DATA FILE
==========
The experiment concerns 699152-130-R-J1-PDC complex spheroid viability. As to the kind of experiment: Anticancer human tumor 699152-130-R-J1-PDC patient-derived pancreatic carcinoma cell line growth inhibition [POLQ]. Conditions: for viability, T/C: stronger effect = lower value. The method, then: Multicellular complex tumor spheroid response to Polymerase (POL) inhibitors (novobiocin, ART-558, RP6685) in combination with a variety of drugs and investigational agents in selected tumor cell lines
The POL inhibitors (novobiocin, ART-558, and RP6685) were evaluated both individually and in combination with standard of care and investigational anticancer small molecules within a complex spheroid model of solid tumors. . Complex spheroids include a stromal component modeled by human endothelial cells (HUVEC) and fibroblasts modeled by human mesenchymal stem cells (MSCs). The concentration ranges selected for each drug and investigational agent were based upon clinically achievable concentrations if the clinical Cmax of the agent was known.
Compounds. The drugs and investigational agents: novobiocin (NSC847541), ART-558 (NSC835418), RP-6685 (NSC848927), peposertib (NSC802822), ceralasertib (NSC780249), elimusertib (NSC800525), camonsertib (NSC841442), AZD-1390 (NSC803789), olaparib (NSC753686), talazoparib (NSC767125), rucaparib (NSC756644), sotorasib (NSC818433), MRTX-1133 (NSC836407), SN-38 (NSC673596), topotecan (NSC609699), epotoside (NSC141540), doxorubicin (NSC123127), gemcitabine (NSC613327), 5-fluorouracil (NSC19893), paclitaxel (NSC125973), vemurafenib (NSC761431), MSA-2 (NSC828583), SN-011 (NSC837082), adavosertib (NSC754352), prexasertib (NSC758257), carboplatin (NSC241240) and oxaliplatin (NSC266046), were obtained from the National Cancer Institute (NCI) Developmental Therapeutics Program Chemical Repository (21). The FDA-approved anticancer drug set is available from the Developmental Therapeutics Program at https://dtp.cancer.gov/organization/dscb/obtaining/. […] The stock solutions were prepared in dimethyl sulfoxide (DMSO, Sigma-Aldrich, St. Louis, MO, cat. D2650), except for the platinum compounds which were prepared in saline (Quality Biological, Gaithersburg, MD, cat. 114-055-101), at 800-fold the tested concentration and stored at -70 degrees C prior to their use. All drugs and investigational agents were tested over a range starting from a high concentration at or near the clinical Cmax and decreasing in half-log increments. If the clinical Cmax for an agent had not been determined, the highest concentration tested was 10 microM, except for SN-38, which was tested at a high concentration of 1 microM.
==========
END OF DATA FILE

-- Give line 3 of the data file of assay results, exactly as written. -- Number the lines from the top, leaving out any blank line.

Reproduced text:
Compounds. The drugs and investigational agents: novobiocin (NSC847541), ART-558 (NSC835418), RP-6685 (NSC848927), peposertib (NSC802822), ceralasertib (NSC780249), elimusertib (NSC800525), camonsertib (NSC841442), AZD-1390 (NSC803789), olaparib (NSC753686), talazoparib (NSC767125), rucaparib (NSC756644), sotorasib (NSC818433), MRTX-1133 (NSC836407), SN-38 (NSC673596), topotecan (NSC609699), epotoside (NSC141540), doxorubicin (NSC123127), gemcitabine (NSC613327), 5-fluorouracil (NSC19893), paclitaxel (NSC125973), vemurafenib (NSC761431), MSA-2 (NSC828583), SN-011 (NSC837082), adavosertib (NSC754352), prexasertib (NSC758257), carboplatin (NSC241240) and oxaliplatin (NSC266046), were obtained from the National Cancer Institute (NCI) Developmental Therapeutics Program Chemical Repository (21). The FDA-approved anticancer drug set is available from the Developmental Therapeutics Program at https://dtp.cancer.gov/organization/dscb/obtaining/. […] The stock solutions were prepared in dimethyl sulfoxide (DMSO, Sigma-Aldrich, St. Louis, MO, cat. D2650), except for the platinum compounds which were prepared in saline (Quality Biological, Gaithersburg, MD, cat. 114-055-101), at 800-fold the tested concentration and stored at -70 degrees C prior to their use. All drugs and investigational agents were tested over a range starting from a high concentration at or near the clinical Cmax and decreasing in half-log increments. If the clinical Cmax for an agent had not been determined, the highest concentration tested was 10 microM, except for SN-38, which was tested at a high concentration of 1 microM.